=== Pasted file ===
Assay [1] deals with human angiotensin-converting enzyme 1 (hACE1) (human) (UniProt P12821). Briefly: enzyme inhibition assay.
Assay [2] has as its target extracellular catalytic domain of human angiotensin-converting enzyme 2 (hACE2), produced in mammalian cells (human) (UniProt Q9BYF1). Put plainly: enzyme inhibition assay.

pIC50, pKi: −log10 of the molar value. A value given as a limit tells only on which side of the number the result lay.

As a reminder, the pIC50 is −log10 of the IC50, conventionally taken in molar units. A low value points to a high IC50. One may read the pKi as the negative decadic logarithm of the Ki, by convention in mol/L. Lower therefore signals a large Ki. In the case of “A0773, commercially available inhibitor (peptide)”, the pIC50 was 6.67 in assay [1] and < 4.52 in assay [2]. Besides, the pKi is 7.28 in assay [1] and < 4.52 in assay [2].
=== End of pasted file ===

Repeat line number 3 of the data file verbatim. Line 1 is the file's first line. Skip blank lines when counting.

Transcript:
pIC50, pKi: −log10 of the molar value. A value given as a limit tells only on which side of the number the result lay.